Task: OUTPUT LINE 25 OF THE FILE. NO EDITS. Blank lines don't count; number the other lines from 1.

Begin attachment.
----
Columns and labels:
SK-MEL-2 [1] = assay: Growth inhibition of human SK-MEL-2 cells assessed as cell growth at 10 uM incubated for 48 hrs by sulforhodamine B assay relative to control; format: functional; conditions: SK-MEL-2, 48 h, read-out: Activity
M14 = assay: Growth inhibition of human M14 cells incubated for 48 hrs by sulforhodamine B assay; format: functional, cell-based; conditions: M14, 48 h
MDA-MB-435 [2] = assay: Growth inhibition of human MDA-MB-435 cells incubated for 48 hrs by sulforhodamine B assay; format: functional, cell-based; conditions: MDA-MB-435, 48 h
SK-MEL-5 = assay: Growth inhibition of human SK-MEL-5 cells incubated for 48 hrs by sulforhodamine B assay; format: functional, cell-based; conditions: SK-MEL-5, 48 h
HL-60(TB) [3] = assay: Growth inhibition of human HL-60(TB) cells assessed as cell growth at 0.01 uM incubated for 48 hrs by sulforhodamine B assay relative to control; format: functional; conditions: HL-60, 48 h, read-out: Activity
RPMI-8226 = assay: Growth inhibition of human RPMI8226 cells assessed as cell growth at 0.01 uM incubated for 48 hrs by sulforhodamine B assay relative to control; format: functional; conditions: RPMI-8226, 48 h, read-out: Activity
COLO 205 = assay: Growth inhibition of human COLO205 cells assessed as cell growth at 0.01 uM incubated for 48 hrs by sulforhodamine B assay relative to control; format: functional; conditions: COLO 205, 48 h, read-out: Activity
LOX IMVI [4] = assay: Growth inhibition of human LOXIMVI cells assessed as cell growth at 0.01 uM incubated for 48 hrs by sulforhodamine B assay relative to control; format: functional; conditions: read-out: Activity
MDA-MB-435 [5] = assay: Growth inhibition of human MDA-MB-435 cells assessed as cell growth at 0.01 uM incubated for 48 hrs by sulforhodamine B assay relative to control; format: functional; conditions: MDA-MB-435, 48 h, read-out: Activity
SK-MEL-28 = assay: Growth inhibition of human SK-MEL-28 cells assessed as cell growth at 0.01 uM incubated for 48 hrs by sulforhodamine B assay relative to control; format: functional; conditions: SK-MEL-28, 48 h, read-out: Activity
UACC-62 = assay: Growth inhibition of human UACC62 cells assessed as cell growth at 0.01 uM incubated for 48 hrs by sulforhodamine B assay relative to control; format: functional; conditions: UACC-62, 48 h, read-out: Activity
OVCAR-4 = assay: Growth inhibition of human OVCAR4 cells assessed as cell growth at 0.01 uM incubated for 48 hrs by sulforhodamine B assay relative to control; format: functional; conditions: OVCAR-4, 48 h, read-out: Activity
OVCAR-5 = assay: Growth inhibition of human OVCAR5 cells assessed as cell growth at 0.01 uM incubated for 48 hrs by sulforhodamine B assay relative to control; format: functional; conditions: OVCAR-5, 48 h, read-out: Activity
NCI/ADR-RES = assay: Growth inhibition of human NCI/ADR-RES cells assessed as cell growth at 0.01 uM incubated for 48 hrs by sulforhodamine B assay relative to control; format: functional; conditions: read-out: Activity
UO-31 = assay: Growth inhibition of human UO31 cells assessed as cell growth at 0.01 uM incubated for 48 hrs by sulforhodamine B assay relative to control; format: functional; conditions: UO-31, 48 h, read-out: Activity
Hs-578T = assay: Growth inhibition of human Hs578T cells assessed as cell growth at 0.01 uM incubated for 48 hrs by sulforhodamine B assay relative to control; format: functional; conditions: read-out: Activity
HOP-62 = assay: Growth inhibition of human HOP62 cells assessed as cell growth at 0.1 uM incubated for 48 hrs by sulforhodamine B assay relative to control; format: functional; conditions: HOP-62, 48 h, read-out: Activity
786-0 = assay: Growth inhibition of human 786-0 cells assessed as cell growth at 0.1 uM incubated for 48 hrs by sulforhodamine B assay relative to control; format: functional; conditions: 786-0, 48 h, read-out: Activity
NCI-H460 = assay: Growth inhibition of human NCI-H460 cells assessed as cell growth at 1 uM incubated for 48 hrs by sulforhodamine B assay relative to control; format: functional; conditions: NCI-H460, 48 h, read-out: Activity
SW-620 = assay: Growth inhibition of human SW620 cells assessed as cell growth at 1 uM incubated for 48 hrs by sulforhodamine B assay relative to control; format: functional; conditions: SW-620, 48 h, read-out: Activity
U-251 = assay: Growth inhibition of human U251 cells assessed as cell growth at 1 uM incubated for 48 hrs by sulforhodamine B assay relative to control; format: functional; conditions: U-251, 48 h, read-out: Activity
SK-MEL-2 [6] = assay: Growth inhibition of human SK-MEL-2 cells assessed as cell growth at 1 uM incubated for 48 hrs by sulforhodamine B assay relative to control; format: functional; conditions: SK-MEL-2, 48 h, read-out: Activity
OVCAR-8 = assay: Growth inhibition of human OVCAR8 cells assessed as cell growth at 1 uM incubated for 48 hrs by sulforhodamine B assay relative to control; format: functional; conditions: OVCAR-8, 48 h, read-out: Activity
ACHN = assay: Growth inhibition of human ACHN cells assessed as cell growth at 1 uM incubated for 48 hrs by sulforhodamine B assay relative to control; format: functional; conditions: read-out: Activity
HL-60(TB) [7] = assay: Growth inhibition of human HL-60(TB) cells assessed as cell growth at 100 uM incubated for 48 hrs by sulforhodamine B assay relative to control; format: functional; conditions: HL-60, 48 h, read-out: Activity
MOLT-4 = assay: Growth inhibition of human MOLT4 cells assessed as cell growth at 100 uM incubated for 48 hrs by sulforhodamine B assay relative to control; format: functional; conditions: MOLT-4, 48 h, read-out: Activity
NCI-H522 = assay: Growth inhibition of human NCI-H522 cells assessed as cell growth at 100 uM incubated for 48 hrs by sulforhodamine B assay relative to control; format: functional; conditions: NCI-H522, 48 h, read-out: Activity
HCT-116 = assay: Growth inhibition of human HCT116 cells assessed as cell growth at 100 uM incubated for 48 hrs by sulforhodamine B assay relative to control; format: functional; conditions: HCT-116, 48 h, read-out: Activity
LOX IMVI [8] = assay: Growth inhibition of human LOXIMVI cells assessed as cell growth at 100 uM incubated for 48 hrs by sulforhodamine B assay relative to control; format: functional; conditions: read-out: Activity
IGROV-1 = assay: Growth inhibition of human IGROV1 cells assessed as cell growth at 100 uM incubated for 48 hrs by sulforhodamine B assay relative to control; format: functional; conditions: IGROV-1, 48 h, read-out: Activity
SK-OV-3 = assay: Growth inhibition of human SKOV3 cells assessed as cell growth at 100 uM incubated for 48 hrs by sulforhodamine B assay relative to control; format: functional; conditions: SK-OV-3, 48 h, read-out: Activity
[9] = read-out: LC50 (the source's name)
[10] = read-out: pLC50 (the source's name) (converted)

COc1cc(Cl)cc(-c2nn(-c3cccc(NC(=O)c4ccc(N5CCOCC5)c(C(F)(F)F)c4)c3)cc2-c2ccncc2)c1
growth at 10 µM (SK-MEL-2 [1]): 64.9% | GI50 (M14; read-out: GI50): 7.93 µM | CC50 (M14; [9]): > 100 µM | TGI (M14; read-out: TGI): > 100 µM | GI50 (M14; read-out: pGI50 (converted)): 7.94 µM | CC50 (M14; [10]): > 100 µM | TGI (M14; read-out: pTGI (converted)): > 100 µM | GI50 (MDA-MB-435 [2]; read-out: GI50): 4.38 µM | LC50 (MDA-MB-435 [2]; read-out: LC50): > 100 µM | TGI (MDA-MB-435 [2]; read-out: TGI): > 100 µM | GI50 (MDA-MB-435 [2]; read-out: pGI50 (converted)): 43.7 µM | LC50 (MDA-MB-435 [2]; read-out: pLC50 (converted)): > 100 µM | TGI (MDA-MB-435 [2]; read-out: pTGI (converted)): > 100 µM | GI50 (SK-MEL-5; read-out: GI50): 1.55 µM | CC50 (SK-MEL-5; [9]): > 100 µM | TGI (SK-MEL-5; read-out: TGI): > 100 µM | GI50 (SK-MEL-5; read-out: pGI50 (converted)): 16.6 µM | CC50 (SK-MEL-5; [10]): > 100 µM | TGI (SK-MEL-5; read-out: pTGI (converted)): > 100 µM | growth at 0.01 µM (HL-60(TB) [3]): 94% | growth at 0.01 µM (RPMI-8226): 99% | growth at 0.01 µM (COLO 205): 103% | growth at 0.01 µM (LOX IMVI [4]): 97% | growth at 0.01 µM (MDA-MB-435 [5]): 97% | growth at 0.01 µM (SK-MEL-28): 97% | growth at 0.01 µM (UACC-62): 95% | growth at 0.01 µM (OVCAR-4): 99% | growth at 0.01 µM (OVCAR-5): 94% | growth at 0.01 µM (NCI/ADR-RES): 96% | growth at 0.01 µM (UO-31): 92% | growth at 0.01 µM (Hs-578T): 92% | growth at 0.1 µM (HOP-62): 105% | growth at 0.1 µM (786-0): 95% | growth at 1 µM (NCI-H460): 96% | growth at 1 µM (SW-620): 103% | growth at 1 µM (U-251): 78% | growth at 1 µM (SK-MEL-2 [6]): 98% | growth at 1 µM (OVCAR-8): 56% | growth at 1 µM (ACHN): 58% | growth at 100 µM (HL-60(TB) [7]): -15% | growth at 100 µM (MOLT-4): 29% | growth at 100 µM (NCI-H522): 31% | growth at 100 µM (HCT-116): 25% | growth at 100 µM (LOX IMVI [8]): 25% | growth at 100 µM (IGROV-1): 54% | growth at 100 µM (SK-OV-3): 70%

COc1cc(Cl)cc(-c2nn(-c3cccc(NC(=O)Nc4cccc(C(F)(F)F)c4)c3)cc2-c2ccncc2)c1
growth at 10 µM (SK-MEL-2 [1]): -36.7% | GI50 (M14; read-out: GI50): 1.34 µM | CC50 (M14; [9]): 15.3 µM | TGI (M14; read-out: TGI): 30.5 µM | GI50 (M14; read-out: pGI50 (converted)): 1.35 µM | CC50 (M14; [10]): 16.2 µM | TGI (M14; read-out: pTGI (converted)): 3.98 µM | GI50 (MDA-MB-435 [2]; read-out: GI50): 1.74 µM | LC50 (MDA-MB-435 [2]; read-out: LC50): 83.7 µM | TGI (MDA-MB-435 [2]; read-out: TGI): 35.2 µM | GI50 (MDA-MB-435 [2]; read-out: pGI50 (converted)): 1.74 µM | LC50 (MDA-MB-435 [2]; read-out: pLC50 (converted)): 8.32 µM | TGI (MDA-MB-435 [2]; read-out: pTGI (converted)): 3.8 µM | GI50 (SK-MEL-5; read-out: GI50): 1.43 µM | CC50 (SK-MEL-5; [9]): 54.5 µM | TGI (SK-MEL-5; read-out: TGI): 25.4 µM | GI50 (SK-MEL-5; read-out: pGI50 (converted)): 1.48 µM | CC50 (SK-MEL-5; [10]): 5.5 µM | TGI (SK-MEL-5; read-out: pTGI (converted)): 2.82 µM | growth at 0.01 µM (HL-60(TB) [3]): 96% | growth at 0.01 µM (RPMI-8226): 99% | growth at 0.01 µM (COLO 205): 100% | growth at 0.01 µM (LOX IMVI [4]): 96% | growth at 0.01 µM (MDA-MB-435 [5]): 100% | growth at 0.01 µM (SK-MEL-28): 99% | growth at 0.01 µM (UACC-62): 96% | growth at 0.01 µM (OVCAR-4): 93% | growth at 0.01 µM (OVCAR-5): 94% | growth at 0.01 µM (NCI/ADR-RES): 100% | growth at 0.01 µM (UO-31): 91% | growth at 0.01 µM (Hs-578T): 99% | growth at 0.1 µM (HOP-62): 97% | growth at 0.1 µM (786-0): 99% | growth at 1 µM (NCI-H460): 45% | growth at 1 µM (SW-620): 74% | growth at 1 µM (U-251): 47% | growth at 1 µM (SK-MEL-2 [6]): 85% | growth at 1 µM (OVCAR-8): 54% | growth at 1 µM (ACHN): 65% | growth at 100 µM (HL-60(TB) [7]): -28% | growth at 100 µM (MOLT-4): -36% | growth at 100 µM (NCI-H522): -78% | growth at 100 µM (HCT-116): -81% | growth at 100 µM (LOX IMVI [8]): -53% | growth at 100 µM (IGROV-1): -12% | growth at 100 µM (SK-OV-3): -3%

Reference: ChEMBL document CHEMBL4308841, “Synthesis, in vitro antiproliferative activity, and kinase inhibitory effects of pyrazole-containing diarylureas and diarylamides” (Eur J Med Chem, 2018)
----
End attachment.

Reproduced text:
ACHN = assay: Growth inhibition of human ACHN cells assessed as cell growth at 1 uM incubated for 48 hrs by sulforhodamine B assay relative to control; format: functional; conditions: read-out: Activity